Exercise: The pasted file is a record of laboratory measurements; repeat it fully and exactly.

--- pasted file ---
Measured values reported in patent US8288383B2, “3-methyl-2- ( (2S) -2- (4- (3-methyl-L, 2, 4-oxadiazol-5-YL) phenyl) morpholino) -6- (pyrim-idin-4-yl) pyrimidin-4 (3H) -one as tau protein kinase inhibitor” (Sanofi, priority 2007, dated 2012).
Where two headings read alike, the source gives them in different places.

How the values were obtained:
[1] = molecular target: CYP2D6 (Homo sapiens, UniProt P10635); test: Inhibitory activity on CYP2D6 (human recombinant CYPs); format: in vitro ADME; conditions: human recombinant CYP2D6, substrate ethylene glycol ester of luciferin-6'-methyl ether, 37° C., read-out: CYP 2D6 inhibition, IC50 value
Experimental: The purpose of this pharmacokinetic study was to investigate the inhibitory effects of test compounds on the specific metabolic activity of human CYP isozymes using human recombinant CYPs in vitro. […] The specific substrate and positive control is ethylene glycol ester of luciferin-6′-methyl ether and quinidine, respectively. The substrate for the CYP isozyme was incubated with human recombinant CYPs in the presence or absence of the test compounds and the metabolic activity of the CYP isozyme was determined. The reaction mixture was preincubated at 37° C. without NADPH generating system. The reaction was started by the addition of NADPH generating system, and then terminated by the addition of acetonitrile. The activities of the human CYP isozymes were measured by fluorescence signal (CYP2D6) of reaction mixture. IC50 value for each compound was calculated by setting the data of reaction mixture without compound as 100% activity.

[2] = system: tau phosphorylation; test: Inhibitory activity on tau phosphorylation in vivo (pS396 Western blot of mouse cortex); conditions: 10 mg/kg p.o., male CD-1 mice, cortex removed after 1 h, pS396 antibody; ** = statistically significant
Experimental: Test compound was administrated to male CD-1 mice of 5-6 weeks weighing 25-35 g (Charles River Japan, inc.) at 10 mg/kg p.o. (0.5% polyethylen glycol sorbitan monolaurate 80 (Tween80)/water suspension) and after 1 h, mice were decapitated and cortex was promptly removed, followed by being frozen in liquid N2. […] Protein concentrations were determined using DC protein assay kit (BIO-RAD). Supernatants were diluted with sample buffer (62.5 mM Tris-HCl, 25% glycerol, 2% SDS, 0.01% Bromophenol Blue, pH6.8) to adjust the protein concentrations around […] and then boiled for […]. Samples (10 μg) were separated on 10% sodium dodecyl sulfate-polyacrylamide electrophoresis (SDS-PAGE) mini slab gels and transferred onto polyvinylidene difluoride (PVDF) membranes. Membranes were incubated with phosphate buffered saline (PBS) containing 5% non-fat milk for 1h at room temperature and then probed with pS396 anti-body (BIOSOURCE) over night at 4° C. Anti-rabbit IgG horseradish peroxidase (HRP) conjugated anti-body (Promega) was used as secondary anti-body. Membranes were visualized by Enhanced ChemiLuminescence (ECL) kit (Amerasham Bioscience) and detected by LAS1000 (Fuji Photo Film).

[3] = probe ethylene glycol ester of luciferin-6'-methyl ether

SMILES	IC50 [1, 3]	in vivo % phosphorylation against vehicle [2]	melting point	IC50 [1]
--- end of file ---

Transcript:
Measured values reported in patent US8288383B2, “3-methyl-2- ( (2S) -2- (4- (3-methyl-L, 2, 4-oxadiazol-5-YL) phenyl) morpholino) -6- (pyrim-idin-4-yl) pyrimidin-4 (3H) -one as tau protein kinase inhibitor” (Sanofi, priority 2007, dated 2012).
Where two headings read alike, the source gives them in different places.

How the values were obtained:
[1] = molecular target: CYP2D6 (Homo sapiens, UniProt P10635); test: Inhibitory activity on CYP2D6 (human recombinant CYPs); format: in vitro ADME; conditions: human recombinant CYP2D6, substrate ethylene glycol ester of luciferin-6'-methyl ether, 37° C., read-out: CYP 2D6 inhibition, IC50 value
Experimental: The purpose of this pharmacokinetic study was to investigate the inhibitory effects of test compounds on the specific metabolic activity of human CYP isozymes using human recombinant CYPs in vitro. […] The specific substrate and positive control is ethylene glycol ester of luciferin-6′-methyl ether and quinidine, respectively. The substrate for the CYP isozyme was incubated with human recombinant CYPs in the presence or absence of the test compounds and the metabolic activity of the CYP isozyme was determined. The reaction mixture was preincubated at 37° C. without NADPH generating system. The reaction was started by the addition of NADPH generating system, and then terminated by the addition of acetonitrile. The activities of the human CYP isozymes were measured by fluorescence signal (CYP2D6) of reaction mixture. IC50 value for each compound was calculated by setting the data of reaction mixture without compound as 100% activity.

[2] = system: tau phosphorylation; test: Inhibitory activity on tau phosphorylation in vivo (pS396 Western blot of mouse cortex); conditions: 10 mg/kg p.o., male CD-1 mice, cortex removed after 1 h, pS396 antibody; ** = statistically significant
Experimental: Test compound was administrated to male CD-1 mice of 5-6 weeks weighing 25-35 g (Charles River Japan, inc.) at 10 mg/kg p.o. (0.5% polyethylen glycol sorbitan monolaurate 80 (Tween80)/water suspension) and after 1 h, mice were decapitated and cortex was promptly removed, followed by being frozen in liquid N2. […] Protein concentrations were determined using DC protein assay kit (BIO-RAD). Supernatants were diluted with sample buffer (62.5 mM Tris-HCl, 25% glycerol, 2% SDS, 0.01% Bromophenol Blue, pH6.8) to adjust the protein concentrations around […] and then boiled for […]. Samples (10 μg) were separated on 10% sodium dodecyl sulfate-polyacrylamide electrophoresis (SDS-PAGE) mini slab gels and transferred onto polyvinylidene difluoride (PVDF) membranes. Membranes were incubated with phosphate buffered saline (PBS) containing 5% non-fat milk for 1h at room temperature and then probed with pS396 anti-body (BIOSOURCE) over night at 4° C. Anti-rabbit IgG horseradish peroxidase (HRP) conjugated anti-body (Promega) was used as secondary anti-body. Membranes were visualized by Enhanced ChemiLuminescence (ECL) kit (Amerasham Bioscience) and detected by LAS1000 (Fuji Photo Film).

[3] = probe ethylene glycol ester of luciferin-6'-methyl ether

SMILES	IC50 [1, 3]	in vivo % phosphorylation against vehicle [2]	melting point	IC50 [1]